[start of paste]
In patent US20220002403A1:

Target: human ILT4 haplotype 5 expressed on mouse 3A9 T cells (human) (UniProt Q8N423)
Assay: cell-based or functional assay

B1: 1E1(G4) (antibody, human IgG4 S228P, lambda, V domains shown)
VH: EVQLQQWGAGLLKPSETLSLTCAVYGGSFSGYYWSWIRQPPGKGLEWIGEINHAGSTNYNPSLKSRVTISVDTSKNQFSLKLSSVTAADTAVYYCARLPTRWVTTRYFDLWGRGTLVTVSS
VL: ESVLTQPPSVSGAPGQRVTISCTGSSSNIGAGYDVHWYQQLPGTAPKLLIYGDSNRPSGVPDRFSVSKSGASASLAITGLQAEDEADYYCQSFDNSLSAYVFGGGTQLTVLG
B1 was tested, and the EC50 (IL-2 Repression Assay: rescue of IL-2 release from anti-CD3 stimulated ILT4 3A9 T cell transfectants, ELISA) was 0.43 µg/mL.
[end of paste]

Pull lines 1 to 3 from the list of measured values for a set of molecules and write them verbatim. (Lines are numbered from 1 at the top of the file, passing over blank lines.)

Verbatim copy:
In patent US20220002403A1:

Target: human ILT4 haplotype 5 expressed on mouse 3A9 T cells (human) (UniProt Q8N423)
Assay: cell-based or functional assay